On the May 7, 2020 SobelCo webinar, panelists Logan Fisher (Bressler Amery & Ross) and Jeff Berger (Golenbock, Eisenman, Assor, Bell and Peskoe) and Ken Bagner (SobelCo) were joined by SobelCo’s Brad Muniz who continues in his role as moderator for the firm’s weekly webinar series.

This week the lack of guidance from the Small Business Administration’s (SBA) has captured the business community’s attention, as most everyone is now focused on gaining further understanding regarding the ‘forgiveness’ portion and ‘need’ determination of its Payroll Protection Program (PPP).

The webinar opened with the reminder that the goal of PPP was to ensure employee retention. The government’s intent in creating this program was to award companies the cash they needed to keep their people employed.  Likewise, business owners who applied for PPP with this mind expected to demonstrate their good faith determination that they both (1)needed the loan and (2) would be committed to using 75% of the loan proceeds on payroll and other permissible costs as per the PPP guidelines. Businesses will be asked again by their lending bank to affirm that they filed their loan application based on necessity, and, in addition, those who received over $2 million will also be audited by the Internal Revenue Service (IRS).   

In order to support their application, business owners are being warned to preserve all documentation regarding PPP. This means recording all details concerning the decision making process. Meticulous care should be invested in capturing, in writing, notes of the current circumstances, including budgets and projections. These are needed to support the case that applying for the loan was the best option for the company, regardless of other liquid assets or sources of financing – and explain WHY. In addition, other documents will be requested, such as rental contracts, bank statements, all invoices, utility bills, receipts for mortgage interest, complete payroll records and more that together lend credibility to the application and ultimately the use of the loan.

Forgiveness is one of the most attractive components to the PPP loan process, but up until now there has been very little clarity around how that forgiveness will be calculated and awarded.  In spite of consulting with CPAs, attorneys or the professionals at the various payroll companies regarding calculations, much remains unclear.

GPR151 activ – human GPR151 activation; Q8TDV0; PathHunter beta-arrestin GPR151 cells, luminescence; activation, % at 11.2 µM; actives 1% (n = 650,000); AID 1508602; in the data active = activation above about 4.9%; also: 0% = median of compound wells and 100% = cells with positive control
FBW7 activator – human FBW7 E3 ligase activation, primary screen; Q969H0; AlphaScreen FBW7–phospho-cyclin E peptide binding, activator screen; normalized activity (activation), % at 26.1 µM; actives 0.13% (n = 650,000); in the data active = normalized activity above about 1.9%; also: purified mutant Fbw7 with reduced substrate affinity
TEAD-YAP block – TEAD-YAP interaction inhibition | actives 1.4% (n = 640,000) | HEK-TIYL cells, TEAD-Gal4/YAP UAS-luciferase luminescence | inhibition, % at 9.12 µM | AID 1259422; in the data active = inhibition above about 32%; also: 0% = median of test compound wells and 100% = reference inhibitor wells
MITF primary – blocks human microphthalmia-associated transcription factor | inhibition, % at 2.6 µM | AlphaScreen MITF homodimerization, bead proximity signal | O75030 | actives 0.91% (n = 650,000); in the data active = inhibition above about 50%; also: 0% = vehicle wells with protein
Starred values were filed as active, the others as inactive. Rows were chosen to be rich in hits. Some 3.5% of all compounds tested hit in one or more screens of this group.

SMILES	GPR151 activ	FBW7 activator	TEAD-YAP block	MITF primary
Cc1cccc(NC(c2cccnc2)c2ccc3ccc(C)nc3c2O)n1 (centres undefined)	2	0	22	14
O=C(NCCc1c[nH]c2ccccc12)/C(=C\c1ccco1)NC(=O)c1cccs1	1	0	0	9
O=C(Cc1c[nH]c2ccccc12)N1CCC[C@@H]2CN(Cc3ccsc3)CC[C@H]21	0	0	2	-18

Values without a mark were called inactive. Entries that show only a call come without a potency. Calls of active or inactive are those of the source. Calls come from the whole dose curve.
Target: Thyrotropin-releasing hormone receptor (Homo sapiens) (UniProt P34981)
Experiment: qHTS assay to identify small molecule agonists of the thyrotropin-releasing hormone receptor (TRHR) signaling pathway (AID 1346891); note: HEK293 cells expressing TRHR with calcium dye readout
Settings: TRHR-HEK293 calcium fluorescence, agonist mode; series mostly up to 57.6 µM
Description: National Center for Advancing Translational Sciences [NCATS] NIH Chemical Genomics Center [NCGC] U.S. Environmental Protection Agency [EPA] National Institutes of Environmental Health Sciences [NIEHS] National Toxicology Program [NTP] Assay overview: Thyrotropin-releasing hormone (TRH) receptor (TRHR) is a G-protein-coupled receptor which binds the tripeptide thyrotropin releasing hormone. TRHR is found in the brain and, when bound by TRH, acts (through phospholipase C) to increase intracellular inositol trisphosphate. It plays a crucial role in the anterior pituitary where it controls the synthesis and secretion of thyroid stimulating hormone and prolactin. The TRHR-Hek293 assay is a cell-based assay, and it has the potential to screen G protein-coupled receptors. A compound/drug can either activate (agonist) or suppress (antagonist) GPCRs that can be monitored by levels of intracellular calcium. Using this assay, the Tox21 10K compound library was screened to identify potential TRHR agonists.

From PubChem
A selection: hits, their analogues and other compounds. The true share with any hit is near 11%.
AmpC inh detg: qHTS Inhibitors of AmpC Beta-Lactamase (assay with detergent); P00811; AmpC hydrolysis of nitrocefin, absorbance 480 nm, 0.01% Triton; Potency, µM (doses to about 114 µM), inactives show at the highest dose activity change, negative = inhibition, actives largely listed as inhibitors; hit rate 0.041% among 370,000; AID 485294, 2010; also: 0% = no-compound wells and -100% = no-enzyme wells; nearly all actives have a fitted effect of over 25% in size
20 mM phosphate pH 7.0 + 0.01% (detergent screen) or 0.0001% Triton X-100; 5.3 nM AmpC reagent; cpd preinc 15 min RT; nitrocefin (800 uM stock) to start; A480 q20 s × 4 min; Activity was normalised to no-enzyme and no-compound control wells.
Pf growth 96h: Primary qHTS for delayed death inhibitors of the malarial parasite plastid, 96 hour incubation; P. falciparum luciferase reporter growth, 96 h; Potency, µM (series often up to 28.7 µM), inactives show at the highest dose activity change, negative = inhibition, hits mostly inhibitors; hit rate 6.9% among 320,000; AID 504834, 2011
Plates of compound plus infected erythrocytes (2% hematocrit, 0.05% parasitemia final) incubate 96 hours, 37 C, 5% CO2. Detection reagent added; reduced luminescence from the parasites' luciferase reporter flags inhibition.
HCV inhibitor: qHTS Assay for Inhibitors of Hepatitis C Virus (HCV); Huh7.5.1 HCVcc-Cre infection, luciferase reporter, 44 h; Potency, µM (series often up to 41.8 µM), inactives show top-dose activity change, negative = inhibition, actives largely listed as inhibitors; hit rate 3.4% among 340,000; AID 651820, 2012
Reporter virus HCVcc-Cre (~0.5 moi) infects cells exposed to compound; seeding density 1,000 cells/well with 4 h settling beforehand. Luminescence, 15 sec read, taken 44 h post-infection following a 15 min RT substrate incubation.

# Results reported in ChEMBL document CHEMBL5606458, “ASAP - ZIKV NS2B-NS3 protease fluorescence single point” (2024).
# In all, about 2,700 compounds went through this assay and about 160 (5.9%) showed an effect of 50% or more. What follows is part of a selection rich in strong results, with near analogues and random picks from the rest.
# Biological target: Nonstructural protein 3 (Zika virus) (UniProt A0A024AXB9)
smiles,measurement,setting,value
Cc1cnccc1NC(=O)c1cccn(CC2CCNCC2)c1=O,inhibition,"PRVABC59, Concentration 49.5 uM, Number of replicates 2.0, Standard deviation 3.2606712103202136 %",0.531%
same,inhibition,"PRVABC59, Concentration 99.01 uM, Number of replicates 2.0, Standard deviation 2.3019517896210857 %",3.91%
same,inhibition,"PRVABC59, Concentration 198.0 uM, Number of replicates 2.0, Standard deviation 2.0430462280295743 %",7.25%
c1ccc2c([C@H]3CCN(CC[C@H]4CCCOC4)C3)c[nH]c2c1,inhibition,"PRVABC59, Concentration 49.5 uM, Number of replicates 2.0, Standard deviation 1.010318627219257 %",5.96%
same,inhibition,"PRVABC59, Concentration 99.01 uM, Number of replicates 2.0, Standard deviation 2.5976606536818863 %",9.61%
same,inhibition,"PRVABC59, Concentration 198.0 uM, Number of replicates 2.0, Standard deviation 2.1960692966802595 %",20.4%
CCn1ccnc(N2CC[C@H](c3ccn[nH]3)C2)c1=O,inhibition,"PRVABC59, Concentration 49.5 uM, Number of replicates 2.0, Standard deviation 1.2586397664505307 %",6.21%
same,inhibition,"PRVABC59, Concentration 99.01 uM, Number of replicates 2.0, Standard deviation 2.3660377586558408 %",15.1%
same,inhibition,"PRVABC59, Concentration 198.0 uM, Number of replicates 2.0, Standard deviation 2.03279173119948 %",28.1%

As a result of the current unsettled environment, the panelists offered an alternative suggestion. They offered the idea that smart business owners should be making decisions based on short and long term growth and sustainability strategies, instead of formulating plans for hiring and re-hiring employees solely on the basis of applying for forgiveness under PPP. The advisors recommended that business owners make prudent decisions in these coming weeks, drawing on some of their available capital to re-invest in the business’ infrastructure, marketing campaigns, or other endeavors that will help the company grow once recovery begins. While businesses are waiting to see what the SBA offers in its next announcement, this is a good time to gain an edge on competitors by looking ahead to the next six months and beyond.  

The panelists discussed how essential it is for every business owner to be prepared.   With the help of the company’s professional service providers, the management team can create financial models based on critical assumptions. These could include an estimate of when the business may be able to re-open; how large is the reserve fund; how much cash will be required to sustain the business until it draws close to a return to normal; how fast is the burn rate? The answers to these and other core questions can produce the data necessary to plot out a potential plan for the future that is grounded in realistic metrics. 

As a reminder: For those business owners who also applied for, and received, additional loans – such as EIDL and Main Street – these cannot be used for the same purpose as the PPP proceeds. However, the money can be used to refinance other existing debt and possibly for other operating expenditures.